29 Mass. App. Ct. 176

May 14, 1990 - August 27, 1990

Suffolk County


A workers' compensation insurer for the employer of a worker injured in an industrial accident while using a certain piece of machinery would not be liable to the injured employee on claims alleging negligence and breach of G. L. c. 93A in the insurer's failing to advise the employee before the statute of limitations had expired that he had a potential action against the manufacturer of the machine, since the insurer owed no duty to so advise the employee under either G. L. c. 152, Section 15, or its workers' compensation contract. [177-179]

CIVIL ACTION commenced in the Superior Court Department on April 9, 1984.

The case was heard by Charles M. Grabau, J., on a motion for summary judgment.

Mark R. Karsner for the plaintiff.

Patrick T. Jones (Paul F. Beckwith with him) for the defendant.

KASS, J. Upon a motion for summary judgment by Liberty Mutual Insurance Company (Liberty), a Superior Court judge decided that Liberty, in its position as a workers' compensation insurer, owed no duty to the plaintiff Michael Costa, an injured employee, to advise him that he had a potential action against the manufacturer of the machine involved in his industrial accident. Judgment was entered for the defendant and the plaintiff has appealed. We affirm.

The dispositive facts, as must be the case when summary judgment is granted, are undisputed. Costa was hurt while

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working on a "mangle" machine. [Note 1] Liberty was the workers' compensation insurer for Costa's employer, Arkwright Finishing Company. The "mangle" machine was manufactured by Morrison Textile Machinery Company (Morrison). Liberty made medical payments and disability payments to Costa, provided rehabilitation services, and paid a lump sum settlement of $50,000. Neither Costa, who did not consult a lawyer, nor Liberty brought an action under G. L. c. 152, Section 15, against the manufacturer of the "mangle" machine, Morrison, on the ground that its defective design caused Costa's injury. [Note 2] Liberty's tepid enthusiasm for pursuing Morrison was understandable; it was also Morrison's insurer.

Costa's complaint may be read as alleging that Liberty was negligent, at best, or deceitfully in breach of its fiduciary duty to Costa, at worst, in failing to advise him before the statute of limitations ran out (the accident occurred on April 16, 1979) that he might wish to explore the third-party liability of Morrison. There is also a claim under G. L. c. 93A. The action must assume the existence of a duty by a workers' compensation insurer to advise an employee of potential third-party liability claims. See Dinsky v. Framingham, 386 Mass. 801, 804-805 (1982); Flattery v. Gregory, 397 Mass. 143, 145 (1986).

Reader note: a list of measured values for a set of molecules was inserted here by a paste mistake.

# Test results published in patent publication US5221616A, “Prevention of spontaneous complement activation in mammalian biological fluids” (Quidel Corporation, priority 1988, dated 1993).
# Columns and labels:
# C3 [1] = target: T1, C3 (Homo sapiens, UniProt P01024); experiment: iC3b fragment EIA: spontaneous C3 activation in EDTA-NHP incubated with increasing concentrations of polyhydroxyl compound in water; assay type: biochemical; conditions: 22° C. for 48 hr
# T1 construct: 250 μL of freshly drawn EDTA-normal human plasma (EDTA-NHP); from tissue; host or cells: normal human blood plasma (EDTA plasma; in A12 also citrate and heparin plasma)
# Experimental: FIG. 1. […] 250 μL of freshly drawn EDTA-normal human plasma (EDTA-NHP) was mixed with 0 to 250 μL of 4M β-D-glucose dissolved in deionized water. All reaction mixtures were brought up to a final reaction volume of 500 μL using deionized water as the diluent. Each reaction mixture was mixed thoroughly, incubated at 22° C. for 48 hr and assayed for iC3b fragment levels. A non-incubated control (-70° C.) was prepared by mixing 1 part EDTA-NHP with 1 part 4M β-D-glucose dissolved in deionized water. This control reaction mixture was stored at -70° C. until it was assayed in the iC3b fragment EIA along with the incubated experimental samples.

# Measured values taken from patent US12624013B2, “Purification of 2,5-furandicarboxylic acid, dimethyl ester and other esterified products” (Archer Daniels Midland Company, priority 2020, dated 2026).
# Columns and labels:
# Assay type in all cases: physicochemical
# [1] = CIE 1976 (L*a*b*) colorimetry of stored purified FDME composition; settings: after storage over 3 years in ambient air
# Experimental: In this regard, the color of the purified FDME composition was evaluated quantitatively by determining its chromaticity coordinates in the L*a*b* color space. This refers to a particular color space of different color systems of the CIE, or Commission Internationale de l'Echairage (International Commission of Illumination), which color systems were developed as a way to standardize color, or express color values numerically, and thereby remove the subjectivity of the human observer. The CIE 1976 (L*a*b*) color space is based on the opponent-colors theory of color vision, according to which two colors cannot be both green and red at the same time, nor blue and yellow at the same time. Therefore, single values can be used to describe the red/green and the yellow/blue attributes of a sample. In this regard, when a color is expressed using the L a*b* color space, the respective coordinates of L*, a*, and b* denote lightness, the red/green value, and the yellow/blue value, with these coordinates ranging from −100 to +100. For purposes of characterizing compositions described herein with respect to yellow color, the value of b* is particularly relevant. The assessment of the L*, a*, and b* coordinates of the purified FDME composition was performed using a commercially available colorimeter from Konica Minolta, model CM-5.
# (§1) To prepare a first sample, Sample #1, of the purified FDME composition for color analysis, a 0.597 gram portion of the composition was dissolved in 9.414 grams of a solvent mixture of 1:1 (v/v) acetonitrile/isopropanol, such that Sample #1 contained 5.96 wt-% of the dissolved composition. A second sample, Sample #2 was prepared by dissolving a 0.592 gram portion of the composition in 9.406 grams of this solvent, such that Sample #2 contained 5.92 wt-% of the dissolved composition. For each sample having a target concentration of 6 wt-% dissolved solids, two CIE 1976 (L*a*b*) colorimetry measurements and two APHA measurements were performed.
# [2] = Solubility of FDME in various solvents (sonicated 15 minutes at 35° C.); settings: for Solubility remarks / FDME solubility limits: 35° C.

Under G. L. c. 152, Section 15, an employee injured in an industrial accident or the workers' compensation insurer may bring an action against a person other than the employer (the "third party") if that person has legal liability for the injury. From any recovery, the funds shall first be applied for the benefit of the insurer to the extent of benefits paid by the insurer to the employee; the excess shall be retained by or paid to (depending upon who has brought the action) the employee. See Locke, Workmen's Compensation Sections 661, 669

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(2d ed. 1981), supplemented by Nason & Wall, Massachusetts Workers' Compensation Reform Act Section 13.2 (1990). As applicable on April 16, 1979, the date of Costa's injury, Section 15, as appearing in St. 1971, c. 888, Section 1, and amended by St. 1971, c. 941, Section 1, did not permit an insurer to initiate an action against a third party unless compensation had first been paid to or claimed by the employee. In earlier versions of Section 15, the insurer controlled third-party litigation unless the employee took the daring step of seeking recovery from the third party, but that would have constituted an election not to seek workers' compensation. See St. 1943, c. 432. [Note 3] As amended by St. 1980, c. 488, Section 15, provides that the insurer may not proceed against a third party unless compensation has been paid "nor until seven months following the date of . . . injury."